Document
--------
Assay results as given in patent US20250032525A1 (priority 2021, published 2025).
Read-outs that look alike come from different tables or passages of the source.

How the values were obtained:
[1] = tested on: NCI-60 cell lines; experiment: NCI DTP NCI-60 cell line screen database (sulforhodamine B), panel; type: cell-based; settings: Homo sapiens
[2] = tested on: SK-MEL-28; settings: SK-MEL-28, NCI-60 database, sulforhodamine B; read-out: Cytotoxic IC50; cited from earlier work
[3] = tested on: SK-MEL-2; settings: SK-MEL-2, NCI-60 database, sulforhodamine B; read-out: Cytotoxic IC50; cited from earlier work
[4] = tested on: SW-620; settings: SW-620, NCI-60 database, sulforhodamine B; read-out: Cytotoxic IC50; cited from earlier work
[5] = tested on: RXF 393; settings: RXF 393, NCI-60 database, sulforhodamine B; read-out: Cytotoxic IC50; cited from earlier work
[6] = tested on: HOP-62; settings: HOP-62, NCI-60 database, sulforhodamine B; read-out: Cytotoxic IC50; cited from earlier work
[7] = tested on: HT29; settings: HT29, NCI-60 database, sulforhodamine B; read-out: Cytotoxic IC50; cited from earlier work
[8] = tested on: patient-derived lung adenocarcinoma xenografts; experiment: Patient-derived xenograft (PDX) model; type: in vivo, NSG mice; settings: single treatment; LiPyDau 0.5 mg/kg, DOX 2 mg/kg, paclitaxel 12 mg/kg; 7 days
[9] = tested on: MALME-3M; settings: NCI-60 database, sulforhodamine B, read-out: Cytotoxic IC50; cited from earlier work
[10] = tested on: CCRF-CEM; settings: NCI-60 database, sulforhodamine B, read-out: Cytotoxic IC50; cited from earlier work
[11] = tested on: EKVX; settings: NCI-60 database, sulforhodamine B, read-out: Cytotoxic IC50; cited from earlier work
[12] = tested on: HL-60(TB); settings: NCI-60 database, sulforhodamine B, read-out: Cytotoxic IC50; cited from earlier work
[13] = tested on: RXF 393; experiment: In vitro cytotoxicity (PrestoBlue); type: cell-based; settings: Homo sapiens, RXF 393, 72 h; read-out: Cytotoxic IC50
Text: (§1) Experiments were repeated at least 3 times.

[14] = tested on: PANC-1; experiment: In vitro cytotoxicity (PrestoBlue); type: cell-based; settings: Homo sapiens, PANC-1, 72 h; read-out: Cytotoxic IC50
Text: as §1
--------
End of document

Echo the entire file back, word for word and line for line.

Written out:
Assay results as given in patent US20250032525A1 (priority 2021, published 2025).
Read-outs that look alike come from different tables or passages of the source.

How the values were obtained:
[1] = tested on: NCI-60 cell lines; experiment: NCI DTP NCI-60 cell line screen database (sulforhodamine B), panel; type: cell-based; settings: Homo sapiens
[2] = tested on: SK-MEL-28; settings: SK-MEL-28, NCI-60 database, sulforhodamine B; read-out: Cytotoxic IC50; cited from earlier work
[3] = tested on: SK-MEL-2; settings: SK-MEL-2, NCI-60 database, sulforhodamine B; read-out: Cytotoxic IC50; cited from earlier work
[4] = tested on: SW-620; settings: SW-620, NCI-60 database, sulforhodamine B; read-out: Cytotoxic IC50; cited from earlier work
[5] = tested on: RXF 393; settings: RXF 393, NCI-60 database, sulforhodamine B; read-out: Cytotoxic IC50; cited from earlier work
[6] = tested on: HOP-62; settings: HOP-62, NCI-60 database, sulforhodamine B; read-out: Cytotoxic IC50; cited from earlier work
[7] = tested on: HT29; settings: HT29, NCI-60 database, sulforhodamine B; read-out: Cytotoxic IC50; cited from earlier work
[8] = tested on: patient-derived lung adenocarcinoma xenografts; experiment: Patient-derived xenograft (PDX) model; type: in vivo, NSG mice; settings: single treatment; LiPyDau 0.5 mg/kg, DOX 2 mg/kg, paclitaxel 12 mg/kg; 7 days
[9] = tested on: MALME-3M; settings: NCI-60 database, sulforhodamine B, read-out: Cytotoxic IC50; cited from earlier work
[10] = tested on: CCRF-CEM; settings: NCI-60 database, sulforhodamine B, read-out: Cytotoxic IC50; cited from earlier work
[11] = tested on: EKVX; settings: NCI-60 database, sulforhodamine B, read-out: Cytotoxic IC50; cited from earlier work
[12] = tested on: HL-60(TB); settings: NCI-60 database, sulforhodamine B, read-out: Cytotoxic IC50; cited from earlier work
[13] = tested on: RXF 393; experiment: In vitro cytotoxicity (PrestoBlue); type: cell-based; settings: Homo sapiens, RXF 393, 72 h; read-out: Cytotoxic IC50
Text: (§1) Experiments were repeated at least 3 times.

[14] = tested on: PANC-1; experiment: In vitro cytotoxicity (PrestoBlue); type: cell-based; settings: Homo sapiens, PANC-1, 72 h; read-out: Cytotoxic IC50
Text: as §1